What made you decide to come back to Israel?
“The first wave of the virus in New York was really scary, and the entire city came to a standstill. We were really lonely. We couldn’t come to Israel for a visit, and no one from Israel could come to see us either. Because of the social distancing restrictions, we couldn’t get together with friends, and in general life was unpleasant. Then, when our child was born, we realized how awful it was being so far from our parents. Even if they had wanted to come help us, they couldn’t, since the skies were closed. It’s hard enough being first-time parents, but to do this when you don’t have any support from family nearby is nearly impossible. So, we decided – albeit not wholeheartedly – to take the plunge and move back to Israel. We haven’t regretted our decision for even one moment.”
EYAL BERGER, a filmmaker, moved to the US four years ago with his wife, Karni Betzalel. 
FILMMAKER EYAL BERGER and wife Karni Betzalel left New York when their lease expired.FILMMAKER EYAL BERGER and wife Karni Betzalel left New York when their lease expired.
“For years we’d been fantasizing about moving overseas,” says Berger. “Then, one day while we were on vacation in London, we decided to just do it. Karni wanted to study acting in New York and I already had US citizenship, so we took advantage of this, and off we went. While Karni was in school, I began trying to ‘find myself.’ I started a side business walking people’s dogs. At some point, Karni got really homesick and wanted to return to Israel, but I was having a great time in New York. I loved the vibe there, so I kept trying to convince her to stay longer.”
And then corona hit.
“At the time, I had completed a few scripts for movies, and a few potential investors from Houston and New York had expressed interest, as well as a few funds in Israel. I had flown to Israel in February a year ago to hold auditions, right when corona was starting out. By the time I flew back to New York, everything there was already getting crazy, and I was beginning to realize that this wasn’t going to sort itself out in a few months. It felt like it was going to last a long time. Suddenly, I found myself alone, and all of the great things I loved about New York were no longer available anyway, which kind of made the city lose its charm. We couldn’t meet up with people, or even work together with other people. So, when our lease expired, we came back to Israel. There was no longer any benefit to staying in New York, since I couldn’t network anyway, which is so important for my line of work. It was really hard coming back to Israel, but the move made sense.”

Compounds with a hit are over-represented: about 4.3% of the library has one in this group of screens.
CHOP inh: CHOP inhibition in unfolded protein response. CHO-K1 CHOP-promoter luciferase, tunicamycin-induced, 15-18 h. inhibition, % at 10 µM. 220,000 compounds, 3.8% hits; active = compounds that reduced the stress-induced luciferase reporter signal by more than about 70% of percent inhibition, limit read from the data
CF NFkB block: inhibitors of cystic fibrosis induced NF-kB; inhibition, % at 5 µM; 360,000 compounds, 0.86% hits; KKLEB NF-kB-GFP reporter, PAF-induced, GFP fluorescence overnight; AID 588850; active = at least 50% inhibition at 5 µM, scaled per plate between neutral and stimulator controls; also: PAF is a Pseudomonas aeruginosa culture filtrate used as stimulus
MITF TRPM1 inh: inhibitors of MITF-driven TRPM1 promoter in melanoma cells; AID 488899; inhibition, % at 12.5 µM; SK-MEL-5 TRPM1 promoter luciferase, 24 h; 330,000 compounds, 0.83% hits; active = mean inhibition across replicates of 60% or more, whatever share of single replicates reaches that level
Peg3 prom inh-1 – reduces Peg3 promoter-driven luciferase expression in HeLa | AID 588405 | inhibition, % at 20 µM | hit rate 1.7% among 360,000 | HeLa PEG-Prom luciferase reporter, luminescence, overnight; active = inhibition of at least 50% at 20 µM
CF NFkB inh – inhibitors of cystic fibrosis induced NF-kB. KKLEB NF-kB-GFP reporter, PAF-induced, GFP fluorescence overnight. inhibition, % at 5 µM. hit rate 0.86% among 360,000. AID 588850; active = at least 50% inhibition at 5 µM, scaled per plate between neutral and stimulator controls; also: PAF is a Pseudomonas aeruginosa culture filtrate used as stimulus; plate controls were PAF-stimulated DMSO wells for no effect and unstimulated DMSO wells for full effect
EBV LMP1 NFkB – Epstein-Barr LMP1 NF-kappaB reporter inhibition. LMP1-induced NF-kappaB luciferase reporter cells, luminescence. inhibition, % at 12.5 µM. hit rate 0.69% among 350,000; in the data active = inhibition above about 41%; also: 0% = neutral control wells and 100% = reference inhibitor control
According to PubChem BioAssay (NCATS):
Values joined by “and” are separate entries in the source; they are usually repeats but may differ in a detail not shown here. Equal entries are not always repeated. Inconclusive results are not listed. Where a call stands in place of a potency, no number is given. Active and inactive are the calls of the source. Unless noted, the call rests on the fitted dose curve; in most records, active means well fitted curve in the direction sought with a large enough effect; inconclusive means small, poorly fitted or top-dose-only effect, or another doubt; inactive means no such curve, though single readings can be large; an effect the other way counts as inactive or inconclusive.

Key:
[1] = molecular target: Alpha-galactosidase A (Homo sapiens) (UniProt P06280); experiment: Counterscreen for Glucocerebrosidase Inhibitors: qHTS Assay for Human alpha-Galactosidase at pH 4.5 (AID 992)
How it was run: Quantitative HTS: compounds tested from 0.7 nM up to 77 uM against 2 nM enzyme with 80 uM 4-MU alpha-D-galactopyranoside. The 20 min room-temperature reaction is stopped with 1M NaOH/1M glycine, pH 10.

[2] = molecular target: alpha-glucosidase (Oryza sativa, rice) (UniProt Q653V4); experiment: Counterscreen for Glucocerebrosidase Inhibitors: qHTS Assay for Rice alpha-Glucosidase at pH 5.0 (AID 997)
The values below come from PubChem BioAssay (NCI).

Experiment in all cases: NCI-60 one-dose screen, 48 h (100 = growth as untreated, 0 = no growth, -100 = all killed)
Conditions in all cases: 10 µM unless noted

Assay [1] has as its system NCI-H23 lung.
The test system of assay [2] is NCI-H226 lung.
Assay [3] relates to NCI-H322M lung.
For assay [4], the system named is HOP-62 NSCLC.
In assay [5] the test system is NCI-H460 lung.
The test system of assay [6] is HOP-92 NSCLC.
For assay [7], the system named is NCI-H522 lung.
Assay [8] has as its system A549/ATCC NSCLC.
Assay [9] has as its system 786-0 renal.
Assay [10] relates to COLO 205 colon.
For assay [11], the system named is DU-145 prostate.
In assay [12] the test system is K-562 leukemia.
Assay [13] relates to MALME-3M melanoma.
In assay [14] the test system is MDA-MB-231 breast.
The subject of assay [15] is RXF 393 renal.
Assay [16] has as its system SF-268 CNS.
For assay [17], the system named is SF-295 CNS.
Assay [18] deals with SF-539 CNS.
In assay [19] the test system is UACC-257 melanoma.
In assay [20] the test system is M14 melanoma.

MARIA SERGEYEV: ‘I was so lonely in Canada after COVID-19 hit.’MARIA SERGEYEV: ‘I was so lonely in Canada after COVID-19 hit.’
IN 2015, Maria Sergeyev moved to Canada with her father. Then, this past September, in part due to the coronavirus, she decided to return to Israel. 
“Most of my extended family is in Israel. Other than my father, I didn’t have any relatives in Canada,” explains Sergeyev. “I was so lonely there after COVID-19 hit. One day I asked myself, ‘What am I doing here when all of my family was back in Israel?’ I felt like I didn’t have any emotional support there. It’s not been easy acclimating back into Israeli society, but it was the right decision.”
“The number of Israelis considering returning home to Israel due to the coronavirus is growing every day,” claims Sheri Mahlev Goren, the founder of the ‘Back 2 Israel’ initiative. “So many Israeli families that had been living overseas for years decided to move back to Israel due to the coronavirus pandemic. Some people had been planning to come here just for a few months, but when they realized that their kids’ schooling would anyway be online, they decided to stay. They’re having all their stuff packed up and dealing with all the bureaucracy remotely from Israel. I also know of lots of Israeli families who really want to return to Israel, but cannot yet due to bureaucratic issues. 
“In general, there’s a much greater sense of community and solidarity here in Israel, which makes it a nicer place to be during a pandemic.” 
Translated by Hannah Hochner.